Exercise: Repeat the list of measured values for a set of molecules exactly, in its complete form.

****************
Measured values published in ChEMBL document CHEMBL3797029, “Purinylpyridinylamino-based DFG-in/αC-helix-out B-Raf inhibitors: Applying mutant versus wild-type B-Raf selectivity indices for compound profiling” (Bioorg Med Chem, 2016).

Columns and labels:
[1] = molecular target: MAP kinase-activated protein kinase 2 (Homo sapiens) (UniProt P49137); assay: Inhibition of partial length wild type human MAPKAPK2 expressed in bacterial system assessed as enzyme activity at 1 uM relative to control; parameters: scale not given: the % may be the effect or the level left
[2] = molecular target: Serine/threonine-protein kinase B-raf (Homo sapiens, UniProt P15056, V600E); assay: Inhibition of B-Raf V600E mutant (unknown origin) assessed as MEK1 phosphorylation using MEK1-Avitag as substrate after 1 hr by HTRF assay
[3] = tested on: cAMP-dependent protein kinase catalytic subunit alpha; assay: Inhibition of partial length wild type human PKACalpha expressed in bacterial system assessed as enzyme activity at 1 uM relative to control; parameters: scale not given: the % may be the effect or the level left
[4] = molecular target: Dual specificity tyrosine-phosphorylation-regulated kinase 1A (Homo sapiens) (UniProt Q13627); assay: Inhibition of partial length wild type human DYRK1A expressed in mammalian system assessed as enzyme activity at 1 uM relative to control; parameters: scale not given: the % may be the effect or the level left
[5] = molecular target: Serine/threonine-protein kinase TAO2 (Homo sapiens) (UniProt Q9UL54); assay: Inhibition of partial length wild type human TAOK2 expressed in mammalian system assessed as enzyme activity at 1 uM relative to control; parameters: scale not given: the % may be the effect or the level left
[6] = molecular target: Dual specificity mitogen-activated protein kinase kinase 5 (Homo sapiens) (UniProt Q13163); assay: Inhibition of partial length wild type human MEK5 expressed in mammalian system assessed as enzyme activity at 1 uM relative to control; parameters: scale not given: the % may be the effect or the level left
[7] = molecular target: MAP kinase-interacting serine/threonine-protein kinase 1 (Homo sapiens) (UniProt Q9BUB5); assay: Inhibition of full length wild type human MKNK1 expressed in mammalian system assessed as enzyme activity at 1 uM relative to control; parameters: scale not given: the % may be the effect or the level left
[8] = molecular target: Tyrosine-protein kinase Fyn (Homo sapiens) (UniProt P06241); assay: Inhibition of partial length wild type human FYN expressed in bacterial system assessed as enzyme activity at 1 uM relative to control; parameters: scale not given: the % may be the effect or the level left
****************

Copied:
Measured values published in ChEMBL document CHEMBL3797029, “Purinylpyridinylamino-based DFG-in/αC-helix-out B-Raf inhibitors: Applying mutant versus wild-type B-Raf selectivity indices for compound profiling” (Bioorg Med Chem, 2016).

Columns and labels:
[1] = molecular target: MAP kinase-activated protein kinase 2 (Homo sapiens) (UniProt P49137); assay: Inhibition of partial length wild type human MAPKAPK2 expressed in bacterial system assessed as enzyme activity at 1 uM relative to control; parameters: scale not given: the % may be the effect or the level left
[2] = molecular target: Serine/threonine-protein kinase B-raf (Homo sapiens, UniProt P15056, V600E); assay: Inhibition of B-Raf V600E mutant (unknown origin) assessed as MEK1 phosphorylation using MEK1-Avitag as substrate after 1 hr by HTRF assay
[3] = tested on: cAMP-dependent protein kinase catalytic subunit alpha; assay: Inhibition of partial length wild type human PKACalpha expressed in bacterial system assessed as enzyme activity at 1 uM relative to control; parameters: scale not given: the % may be the effect or the level left
[4] = molecular target: Dual specificity tyrosine-phosphorylation-regulated kinase 1A (Homo sapiens) (UniProt Q13627); assay: Inhibition of partial length wild type human DYRK1A expressed in mammalian system assessed as enzyme activity at 1 uM relative to control; parameters: scale not given: the % may be the effect or the level left
[5] = molecular target: Serine/threonine-protein kinase TAO2 (Homo sapiens) (UniProt Q9UL54); assay: Inhibition of partial length wild type human TAOK2 expressed in mammalian system assessed as enzyme activity at 1 uM relative to control; parameters: scale not given: the % may be the effect or the level left
[6] = molecular target: Dual specificity mitogen-activated protein kinase kinase 5 (Homo sapiens) (UniProt Q13163); assay: Inhibition of partial length wild type human MEK5 expressed in mammalian system assessed as enzyme activity at 1 uM relative to control; parameters: scale not given: the % may be the effect or the level left
[7] = molecular target: MAP kinase-interacting serine/threonine-protein kinase 1 (Homo sapiens) (UniProt Q9BUB5); assay: Inhibition of full length wild type human MKNK1 expressed in mammalian system assessed as enzyme activity at 1 uM relative to control; parameters: scale not given: the % may be the effect or the level left
[8] = molecular target: Tyrosine-protein kinase Fyn (Homo sapiens) (UniProt P06241); assay: Inhibition of partial length wild type human FYN expressed in bacterial system assessed as enzyme activity at 1 uM relative to control; parameters: scale not given: the % may be the effect or the level left